Final thought. I love the movie going experience. I think it is important for people to get out to movies – to support the economy, develop some social skills as well, eat out and such – especially important for young people and children.
Anyway – enough from me… and enjoy the show!
Victoria Spring 2011 - Ham Radio in the 21st Century · 18 April 2011 by colin newell
As much as I wonder, some times, what I did before the internet (and I am not alone on the sentiment obviously…) – I often wonder what I did before radio was a big part of my life.
Because it was at the age of 12 that a boy friend of my older sister handed me a multiband radio to play with for a few days. It had AM. It had FM. And something called “SW”. And Police Band. Double whammy there. Never heard of SW really – and that I could listen to Police and Fire calls on a radio kind of blew my mind.
Photo above right – The ICOM 703+ All Mode Transceiver keeps me in touch with the world…
Those first few sounds on the “SW” dial are forever etched in my mind – other Worldly, mysterious, cryptic… and the languages; English, French, Spanish, German, Chinese.
I was aware that my pocket sized AM radio was capable of picking up Los Angeles and Denver from my perch on Vancouver Island… but foreign languages? This was wild – and it was one of those moments that I knew would change the way I saw things… forever.
Within a few months my Dad bought be an RCA radio from the late 30’s – that had tubes in it – and SW bands – that worked as well or better than the cheap transistor radio that I had been introduced to. Before long I learned the importance of an outdoor antenna – even if it was a random piece of wire or series of coat hangers strapped together with bailing wire – it all worked. That old radio was pressed into pretty hard service for an antique that had probably anticipated a quiet retirement. And I kind of ran it into the ground with constant listening.
After it died, I built a new radio from a kit from Radio Shack – it allowed me to pick up all the regulars, the Short wave broadcasters that I came to rely on for wildly dissimilar views of my own – Like Radio Beijing and Radio Moscow – but now something called “Ham Radio” – a special circuit in this radio receiver afforded several modes of reception that were heretofore unavailable; Morse code and strange sounding “Single Sideband” reception — an odd off frequency duck sounding chatter that only became intelligible when the dial was adjusted just so.
30 plus years later and I am in the digital age with the Transceiver unit shown above – a product from the company Icom that covers most frequencies of interest and all modes of transmission from SSB (Single Side Band) to AM and FM and Morse code — and more beyond that.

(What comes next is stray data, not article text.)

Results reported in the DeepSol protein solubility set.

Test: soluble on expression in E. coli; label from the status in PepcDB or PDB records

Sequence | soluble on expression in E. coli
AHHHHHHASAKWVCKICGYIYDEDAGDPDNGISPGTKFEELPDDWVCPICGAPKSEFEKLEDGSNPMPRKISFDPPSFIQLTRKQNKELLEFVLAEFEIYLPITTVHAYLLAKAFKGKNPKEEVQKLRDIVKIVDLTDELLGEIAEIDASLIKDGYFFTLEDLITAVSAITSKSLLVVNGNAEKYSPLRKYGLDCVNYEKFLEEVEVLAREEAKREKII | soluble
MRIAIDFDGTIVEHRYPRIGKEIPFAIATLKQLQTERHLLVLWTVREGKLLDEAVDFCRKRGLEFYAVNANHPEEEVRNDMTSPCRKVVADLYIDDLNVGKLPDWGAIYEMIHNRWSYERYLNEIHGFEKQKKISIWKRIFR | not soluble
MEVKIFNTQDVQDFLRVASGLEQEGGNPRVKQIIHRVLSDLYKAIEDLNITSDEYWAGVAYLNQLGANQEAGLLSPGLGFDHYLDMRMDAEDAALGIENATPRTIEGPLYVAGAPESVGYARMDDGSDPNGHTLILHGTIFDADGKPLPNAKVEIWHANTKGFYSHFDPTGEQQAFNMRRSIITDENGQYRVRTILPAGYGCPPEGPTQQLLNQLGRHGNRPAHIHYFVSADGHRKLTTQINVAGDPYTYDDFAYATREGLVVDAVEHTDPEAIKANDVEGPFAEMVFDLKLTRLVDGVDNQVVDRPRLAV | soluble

It has a transmitter power of 10 watts – which does not seem like much (and It isn’t) but I have direct conversations from other “Hams” all around North and South America, the Pacific (Tahiti) and New Zealand. Amazing considering that radio energy leaves my balcony mounted radio antennas, bounces around the atmosphere a few times (hitting something 75 to 150 miles up called the Ionosphere) and lands where it lands… thousands of miles away. Amazing.
This weekend I spoke with a Boy Scout troop leader and his charges of young cub adventurers near San Capistrano at their camp site, the U.S.S. Wisconsin Amateur radio club in Virginia celebrating their battleships 67th birthday and a variety of radio operators all around North America.
You might say that Ham Radio is the Worlds first modern form of social networking – and the reality is, you never know exactly what is going to happen or who you are going to talk to when you switch the radio on. Yes, it is an interesting hobby, but it also serves as a valuable public service. In the event of a national disaster or regional crisis, Ham radio serves as a back up grid for the internet, cell phone and traditional telephone communications.
This afternoon I explained some of the principles of Amateur Radio to a young lady that works in my lab at UVic – I think I gave some good answers because she fired some really good questions at me and did not fall asleep listening to the replies.
Yea, it is complicated – but it is not outrageously so that it is out of reach of anyone enthusiastic enough to tackle it – An amateur radio license requires an exam from a certified government examiner; an exam that is as much about technical procedures as it is about some basic electronics. You can do it – yes you can… and be a part of a fascinating hobby and public service.
Colin Newell lives and works in Victoria B.C. Canada – holds the Amateur radio call sign VA7WWV